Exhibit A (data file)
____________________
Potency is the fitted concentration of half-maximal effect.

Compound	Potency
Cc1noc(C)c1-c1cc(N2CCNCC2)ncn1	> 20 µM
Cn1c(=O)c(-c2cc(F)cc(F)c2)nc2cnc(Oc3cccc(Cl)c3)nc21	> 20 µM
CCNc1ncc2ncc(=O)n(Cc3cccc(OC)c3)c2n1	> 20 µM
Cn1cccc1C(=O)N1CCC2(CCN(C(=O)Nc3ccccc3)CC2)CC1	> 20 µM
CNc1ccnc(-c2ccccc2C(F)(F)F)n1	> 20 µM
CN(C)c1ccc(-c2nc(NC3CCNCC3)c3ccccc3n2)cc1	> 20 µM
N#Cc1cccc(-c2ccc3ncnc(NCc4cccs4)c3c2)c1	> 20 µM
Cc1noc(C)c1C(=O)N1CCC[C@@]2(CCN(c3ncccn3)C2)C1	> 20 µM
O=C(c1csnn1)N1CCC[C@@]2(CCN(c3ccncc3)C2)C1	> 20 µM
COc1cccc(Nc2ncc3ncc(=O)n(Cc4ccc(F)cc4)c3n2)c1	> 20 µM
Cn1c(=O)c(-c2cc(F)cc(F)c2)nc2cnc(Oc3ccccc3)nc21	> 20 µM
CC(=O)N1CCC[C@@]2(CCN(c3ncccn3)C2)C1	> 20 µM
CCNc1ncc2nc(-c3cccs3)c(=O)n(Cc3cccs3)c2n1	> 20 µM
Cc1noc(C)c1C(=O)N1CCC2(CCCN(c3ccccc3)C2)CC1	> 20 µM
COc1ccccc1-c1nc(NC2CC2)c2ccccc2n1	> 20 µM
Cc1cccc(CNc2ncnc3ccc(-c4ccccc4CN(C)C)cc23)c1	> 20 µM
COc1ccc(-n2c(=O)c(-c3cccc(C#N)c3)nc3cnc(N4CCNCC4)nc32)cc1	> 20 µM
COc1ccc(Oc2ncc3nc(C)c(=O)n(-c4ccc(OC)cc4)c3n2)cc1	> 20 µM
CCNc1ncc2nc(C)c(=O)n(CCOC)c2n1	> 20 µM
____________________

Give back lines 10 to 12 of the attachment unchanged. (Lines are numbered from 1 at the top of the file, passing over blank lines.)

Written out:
Cc1noc(C)c1C(=O)N1CCC[C@@]2(CCN(c3ncccn3)C2)C1	> 20 µM
O=C(c1csnn1)N1CCC[C@@]2(CCN(c3ccncc3)C2)C1	> 20 µM
COc1cccc(Nc2ncc3ncc(=O)n(Cc4ccc(F)cc4)c3n2)c1	> 20 µM